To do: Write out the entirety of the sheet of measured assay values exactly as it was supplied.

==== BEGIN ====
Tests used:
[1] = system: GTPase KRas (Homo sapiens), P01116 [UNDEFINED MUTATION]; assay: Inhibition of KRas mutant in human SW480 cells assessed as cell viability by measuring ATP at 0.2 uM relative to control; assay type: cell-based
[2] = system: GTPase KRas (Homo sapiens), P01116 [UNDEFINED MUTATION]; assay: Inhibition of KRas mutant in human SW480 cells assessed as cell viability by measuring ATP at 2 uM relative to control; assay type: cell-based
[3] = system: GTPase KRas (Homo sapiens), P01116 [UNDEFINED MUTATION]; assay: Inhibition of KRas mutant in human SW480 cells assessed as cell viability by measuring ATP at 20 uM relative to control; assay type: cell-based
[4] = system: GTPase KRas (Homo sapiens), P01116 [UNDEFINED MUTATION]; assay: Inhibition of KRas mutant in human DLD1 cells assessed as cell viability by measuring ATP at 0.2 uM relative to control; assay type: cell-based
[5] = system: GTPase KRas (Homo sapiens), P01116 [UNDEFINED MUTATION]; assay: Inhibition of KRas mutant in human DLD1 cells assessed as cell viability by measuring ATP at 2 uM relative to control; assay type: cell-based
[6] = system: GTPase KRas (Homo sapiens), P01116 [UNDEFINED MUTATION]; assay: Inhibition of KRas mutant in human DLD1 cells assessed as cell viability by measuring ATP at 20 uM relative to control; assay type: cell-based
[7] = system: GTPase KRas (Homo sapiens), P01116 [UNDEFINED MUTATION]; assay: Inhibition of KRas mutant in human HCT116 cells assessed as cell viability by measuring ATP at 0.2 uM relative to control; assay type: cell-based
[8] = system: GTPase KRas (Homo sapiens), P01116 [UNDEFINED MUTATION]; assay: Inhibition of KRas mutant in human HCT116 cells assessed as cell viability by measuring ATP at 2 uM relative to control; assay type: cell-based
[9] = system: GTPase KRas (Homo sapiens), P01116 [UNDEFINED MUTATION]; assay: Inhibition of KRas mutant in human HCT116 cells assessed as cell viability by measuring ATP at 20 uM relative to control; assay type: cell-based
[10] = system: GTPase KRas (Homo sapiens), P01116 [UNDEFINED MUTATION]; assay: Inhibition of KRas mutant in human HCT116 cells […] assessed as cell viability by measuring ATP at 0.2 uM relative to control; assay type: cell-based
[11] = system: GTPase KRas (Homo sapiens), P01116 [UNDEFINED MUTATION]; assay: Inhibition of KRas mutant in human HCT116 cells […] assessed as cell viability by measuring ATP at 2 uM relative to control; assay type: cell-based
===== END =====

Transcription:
Tests used:
[1] = system: GTPase KRas (Homo sapiens), P01116 [UNDEFINED MUTATION]; assay: Inhibition of KRas mutant in human SW480 cells assessed as cell viability by measuring ATP at 0.2 uM relative to control; assay type: cell-based
[2] = system: GTPase KRas (Homo sapiens), P01116 [UNDEFINED MUTATION]; assay: Inhibition of KRas mutant in human SW480 cells assessed as cell viability by measuring ATP at 2 uM relative to control; assay type: cell-based
[3] = system: GTPase KRas (Homo sapiens), P01116 [UNDEFINED MUTATION]; assay: Inhibition of KRas mutant in human SW480 cells assessed as cell viability by measuring ATP at 20 uM relative to control; assay type: cell-based
[4] = system: GTPase KRas (Homo sapiens), P01116 [UNDEFINED MUTATION]; assay: Inhibition of KRas mutant in human DLD1 cells assessed as cell viability by measuring ATP at 0.2 uM relative to control; assay type: cell-based
[5] = system: GTPase KRas (Homo sapiens), P01116 [UNDEFINED MUTATION]; assay: Inhibition of KRas mutant in human DLD1 cells assessed as cell viability by measuring ATP at 2 uM relative to control; assay type: cell-based
[6] = system: GTPase KRas (Homo sapiens), P01116 [UNDEFINED MUTATION]; assay: Inhibition of KRas mutant in human DLD1 cells assessed as cell viability by measuring ATP at 20 uM relative to control; assay type: cell-based
[7] = system: GTPase KRas (Homo sapiens), P01116 [UNDEFINED MUTATION]; assay: Inhibition of KRas mutant in human HCT116 cells assessed as cell viability by measuring ATP at 0.2 uM relative to control; assay type: cell-based
[8] = system: GTPase KRas (Homo sapiens), P01116 [UNDEFINED MUTATION]; assay: Inhibition of KRas mutant in human HCT116 cells assessed as cell viability by measuring ATP at 2 uM relative to control; assay type: cell-based
[9] = system: GTPase KRas (Homo sapiens), P01116 [UNDEFINED MUTATION]; assay: Inhibition of KRas mutant in human HCT116 cells assessed as cell viability by measuring ATP at 20 uM relative to control; assay type: cell-based
[10] = system: GTPase KRas (Homo sapiens), P01116 [UNDEFINED MUTATION]; assay: Inhibition of KRas mutant in human HCT116 cells […] assessed as cell viability by measuring ATP at 0.2 uM relative to control; assay type: cell-based
[11] = system: GTPase KRas (Homo sapiens), P01116 [UNDEFINED MUTATION]; assay: Inhibition of KRas mutant in human HCT116 cells […] assessed as cell viability by measuring ATP at 2 uM relative to control; assay type: cell-based